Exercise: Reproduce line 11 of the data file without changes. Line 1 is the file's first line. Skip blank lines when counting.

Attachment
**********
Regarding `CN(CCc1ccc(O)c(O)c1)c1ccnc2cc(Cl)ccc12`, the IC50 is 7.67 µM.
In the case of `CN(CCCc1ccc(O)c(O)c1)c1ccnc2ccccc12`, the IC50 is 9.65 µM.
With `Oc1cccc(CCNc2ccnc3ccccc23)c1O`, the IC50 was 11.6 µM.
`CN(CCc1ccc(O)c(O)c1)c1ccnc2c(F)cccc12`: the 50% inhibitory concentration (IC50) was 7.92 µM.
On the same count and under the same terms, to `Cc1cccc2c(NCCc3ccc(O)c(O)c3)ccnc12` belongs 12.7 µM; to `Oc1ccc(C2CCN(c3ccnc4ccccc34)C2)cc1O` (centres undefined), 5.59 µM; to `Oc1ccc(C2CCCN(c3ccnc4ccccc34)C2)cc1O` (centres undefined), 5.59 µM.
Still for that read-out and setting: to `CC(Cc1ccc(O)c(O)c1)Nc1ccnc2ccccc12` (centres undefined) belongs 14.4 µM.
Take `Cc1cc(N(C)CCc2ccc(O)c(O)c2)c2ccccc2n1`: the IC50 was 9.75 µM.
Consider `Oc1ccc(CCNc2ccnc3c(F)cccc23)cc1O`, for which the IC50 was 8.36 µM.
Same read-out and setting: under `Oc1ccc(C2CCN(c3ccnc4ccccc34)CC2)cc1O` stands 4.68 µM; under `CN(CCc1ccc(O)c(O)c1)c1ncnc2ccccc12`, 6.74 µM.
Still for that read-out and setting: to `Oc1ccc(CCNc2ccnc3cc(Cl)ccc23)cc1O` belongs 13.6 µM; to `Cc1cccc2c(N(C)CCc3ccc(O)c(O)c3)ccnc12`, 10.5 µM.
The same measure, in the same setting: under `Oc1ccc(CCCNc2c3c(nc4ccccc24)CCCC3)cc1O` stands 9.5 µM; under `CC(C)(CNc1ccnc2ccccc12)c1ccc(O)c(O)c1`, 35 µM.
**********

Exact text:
The same measure, in the same setting: under `Oc1ccc(CCCNc2c3c(nc4ccccc24)CCCC3)cc1O` stands 9.5 µM; under `CC(C)(CNc1ccnc2ccccc12)c1ccc(O)c(O)c1`, 35 µM.